Knowing People Behind the Masks They Wear


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by Jayaram V

Your public self is very different from your personal Self. The public self keeps changing according to the circumstances and the people you meet. You act differently before those with whom you are closer than those who are strangers to you or whom you do not know much. We are comfortable with the known, familiar and predictable aspects of life. The masks we wear make us more predictable and acceptable to others. We put forward our conditioned selves which are in conformity with the demands of society.

The true Self rarely comes out. Modern psychology teaches us that we hide parts of our own personalities and consciousness even from ourselves, which is difficult to unravel even after considerable analysis and observation. We are therefore a mystery to ourselves and others. People dislike free souls who are unafraid to speak freely or disregard the social conventions.

As the Hindu doctrine of Maya suggests, our social behavior and appearances are mere projections of what we want others to see. Social media platforms are popular because they give you a lot of anonymity to hide behind a cloak or mask and become anyone you want to be to say whatever you are free to say or lawfully allowed to say. When the cloak comes out, you feel vulnerable and exposed, especially if you have acted inappropriately or caused hurt and harm to others.

People are difficult to know because they wear masks all the time. They are not what they appear to be. The masks which they wear protect them from the judgment and disapproval of others and from their own judgment. It also provides others who interact with them with an opportunity to adjust their own masks and corresponding behavior.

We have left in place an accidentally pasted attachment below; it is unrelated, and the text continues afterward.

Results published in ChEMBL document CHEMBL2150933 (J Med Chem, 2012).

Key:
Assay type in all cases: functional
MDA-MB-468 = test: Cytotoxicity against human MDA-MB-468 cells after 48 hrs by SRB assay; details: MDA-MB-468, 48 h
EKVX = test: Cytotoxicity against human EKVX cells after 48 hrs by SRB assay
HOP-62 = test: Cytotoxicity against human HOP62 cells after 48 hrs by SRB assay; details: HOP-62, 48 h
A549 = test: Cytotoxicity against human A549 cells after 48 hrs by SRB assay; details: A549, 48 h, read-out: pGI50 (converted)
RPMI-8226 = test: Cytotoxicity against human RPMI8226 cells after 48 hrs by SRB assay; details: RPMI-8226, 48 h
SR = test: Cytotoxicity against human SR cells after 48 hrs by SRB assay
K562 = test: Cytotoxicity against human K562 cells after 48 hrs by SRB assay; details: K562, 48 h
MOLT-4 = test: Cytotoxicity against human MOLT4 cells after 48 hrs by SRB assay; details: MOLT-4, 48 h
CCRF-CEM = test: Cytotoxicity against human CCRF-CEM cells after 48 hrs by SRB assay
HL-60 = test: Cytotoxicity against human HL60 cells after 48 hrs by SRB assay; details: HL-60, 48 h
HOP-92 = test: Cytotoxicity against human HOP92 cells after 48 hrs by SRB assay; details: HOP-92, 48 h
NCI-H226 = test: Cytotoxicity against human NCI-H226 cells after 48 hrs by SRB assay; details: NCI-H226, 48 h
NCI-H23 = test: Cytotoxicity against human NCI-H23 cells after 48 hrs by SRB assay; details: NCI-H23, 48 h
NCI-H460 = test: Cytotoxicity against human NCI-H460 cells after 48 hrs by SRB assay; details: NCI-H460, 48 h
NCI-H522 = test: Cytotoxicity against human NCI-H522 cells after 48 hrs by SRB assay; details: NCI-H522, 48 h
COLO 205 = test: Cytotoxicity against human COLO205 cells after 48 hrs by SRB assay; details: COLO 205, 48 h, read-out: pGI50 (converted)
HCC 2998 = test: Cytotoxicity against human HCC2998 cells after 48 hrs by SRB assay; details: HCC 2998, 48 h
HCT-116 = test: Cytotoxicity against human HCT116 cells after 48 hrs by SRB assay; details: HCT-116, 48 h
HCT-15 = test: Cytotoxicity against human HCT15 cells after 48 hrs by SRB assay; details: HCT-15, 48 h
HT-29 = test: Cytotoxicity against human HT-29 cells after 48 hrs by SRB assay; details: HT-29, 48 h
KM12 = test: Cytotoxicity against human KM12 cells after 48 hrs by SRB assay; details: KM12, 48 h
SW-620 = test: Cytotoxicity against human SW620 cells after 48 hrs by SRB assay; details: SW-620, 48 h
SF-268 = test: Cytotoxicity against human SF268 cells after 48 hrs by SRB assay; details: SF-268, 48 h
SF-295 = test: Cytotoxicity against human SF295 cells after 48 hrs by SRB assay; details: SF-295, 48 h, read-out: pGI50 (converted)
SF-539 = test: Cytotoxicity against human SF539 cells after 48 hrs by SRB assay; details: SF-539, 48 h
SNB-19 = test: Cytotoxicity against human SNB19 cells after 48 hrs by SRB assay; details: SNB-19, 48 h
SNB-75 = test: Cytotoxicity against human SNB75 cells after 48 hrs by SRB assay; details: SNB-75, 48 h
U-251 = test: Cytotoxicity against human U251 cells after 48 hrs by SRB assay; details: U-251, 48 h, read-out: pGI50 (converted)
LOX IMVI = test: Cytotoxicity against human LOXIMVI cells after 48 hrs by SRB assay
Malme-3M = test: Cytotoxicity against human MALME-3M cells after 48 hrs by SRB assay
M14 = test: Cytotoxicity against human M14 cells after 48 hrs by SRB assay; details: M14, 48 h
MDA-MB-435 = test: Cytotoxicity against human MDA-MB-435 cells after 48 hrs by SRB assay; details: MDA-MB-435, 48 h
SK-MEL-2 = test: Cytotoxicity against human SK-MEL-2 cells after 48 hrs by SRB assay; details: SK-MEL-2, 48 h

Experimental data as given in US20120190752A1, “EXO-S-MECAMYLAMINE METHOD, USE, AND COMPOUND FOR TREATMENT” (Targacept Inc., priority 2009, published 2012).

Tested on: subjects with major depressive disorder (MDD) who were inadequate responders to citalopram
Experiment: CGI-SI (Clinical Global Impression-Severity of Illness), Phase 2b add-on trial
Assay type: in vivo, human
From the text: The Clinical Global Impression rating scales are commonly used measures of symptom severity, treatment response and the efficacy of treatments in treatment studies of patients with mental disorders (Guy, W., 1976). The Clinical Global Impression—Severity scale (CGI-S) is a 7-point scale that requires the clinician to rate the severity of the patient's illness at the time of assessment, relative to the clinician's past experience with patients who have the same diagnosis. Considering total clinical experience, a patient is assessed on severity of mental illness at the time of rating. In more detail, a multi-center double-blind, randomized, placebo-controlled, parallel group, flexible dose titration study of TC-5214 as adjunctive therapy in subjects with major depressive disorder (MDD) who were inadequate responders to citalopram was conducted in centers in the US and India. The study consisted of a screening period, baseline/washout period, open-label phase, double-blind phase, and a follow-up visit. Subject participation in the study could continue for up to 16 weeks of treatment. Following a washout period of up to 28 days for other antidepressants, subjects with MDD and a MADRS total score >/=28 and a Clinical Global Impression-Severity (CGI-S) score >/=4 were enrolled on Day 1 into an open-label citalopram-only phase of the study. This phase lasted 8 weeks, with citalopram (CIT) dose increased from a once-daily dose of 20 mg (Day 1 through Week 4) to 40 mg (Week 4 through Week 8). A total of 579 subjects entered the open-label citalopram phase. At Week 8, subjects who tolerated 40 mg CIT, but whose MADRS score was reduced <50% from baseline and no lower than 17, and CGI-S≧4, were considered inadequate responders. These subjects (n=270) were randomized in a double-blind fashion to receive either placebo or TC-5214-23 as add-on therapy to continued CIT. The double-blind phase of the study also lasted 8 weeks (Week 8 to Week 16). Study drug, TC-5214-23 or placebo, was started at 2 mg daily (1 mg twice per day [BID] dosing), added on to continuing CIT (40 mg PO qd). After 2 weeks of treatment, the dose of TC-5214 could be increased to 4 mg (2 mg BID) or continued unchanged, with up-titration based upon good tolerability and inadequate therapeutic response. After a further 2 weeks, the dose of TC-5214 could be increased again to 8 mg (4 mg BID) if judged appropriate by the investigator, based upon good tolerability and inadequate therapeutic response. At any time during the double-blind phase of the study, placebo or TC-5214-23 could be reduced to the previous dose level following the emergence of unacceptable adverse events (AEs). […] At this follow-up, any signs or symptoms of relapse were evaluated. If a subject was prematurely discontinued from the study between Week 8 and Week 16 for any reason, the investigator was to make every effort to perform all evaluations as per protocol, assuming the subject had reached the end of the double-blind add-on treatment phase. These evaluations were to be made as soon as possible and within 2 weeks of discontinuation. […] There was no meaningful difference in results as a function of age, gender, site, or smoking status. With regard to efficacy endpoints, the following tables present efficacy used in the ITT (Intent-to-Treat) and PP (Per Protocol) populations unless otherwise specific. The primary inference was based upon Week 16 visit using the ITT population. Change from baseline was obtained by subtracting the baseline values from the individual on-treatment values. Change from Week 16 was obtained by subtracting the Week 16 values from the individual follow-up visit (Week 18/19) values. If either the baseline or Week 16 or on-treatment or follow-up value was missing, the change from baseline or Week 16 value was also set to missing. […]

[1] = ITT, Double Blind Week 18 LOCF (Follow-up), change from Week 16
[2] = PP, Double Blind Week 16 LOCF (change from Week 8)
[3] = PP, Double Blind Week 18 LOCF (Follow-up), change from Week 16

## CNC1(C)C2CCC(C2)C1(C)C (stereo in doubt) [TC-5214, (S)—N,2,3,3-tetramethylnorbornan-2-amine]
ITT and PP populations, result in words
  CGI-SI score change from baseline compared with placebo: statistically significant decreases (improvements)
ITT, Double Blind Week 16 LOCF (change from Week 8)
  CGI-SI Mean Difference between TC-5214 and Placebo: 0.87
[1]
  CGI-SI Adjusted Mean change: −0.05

Because of this, people are deprived of many opportunities to know others or form healthy relationships. Because of the conditioning and the weight of social pressure to which we are all subject, they become so immersed in the ritualistic and superficial behavior that they cannot ascertain who their true friends are and with whom they should establish trustworthy relationships. In the process, most relationships at some point hurt them and consume their peace of mind.

Many relationships fail when the masks gradually wear off, and people bare their true selves. By that time, the damage must have already been done to the psyche of those who were attracted to their public persona. Those who succumb to the initial charm and surface impressions often pay a heavy price and find it hard to recover from the depression that follows.

Those situations can be avoided if people try to know the truth about others and question their own assumptions and expectations. No matter what, the truth about every person eventually comes out if you are careful enough to observe their behavior and expressions in unguarded moments. If you are lucky, you may notice the subtleties and inconsistences in people’s behavior in the very early stages of your relationship with them. For that sometimes, you may need to open up and put down your own mask to elicit a genuine reaction or response.

This knowledge should help you choose your relationships wisely and decide how much time and energy you will invest in them or how much distance you should maintain from them. If you are a victim of a bad relationship, know that you might have played a role in that and allowed that to happen through your carelessness or negligence.

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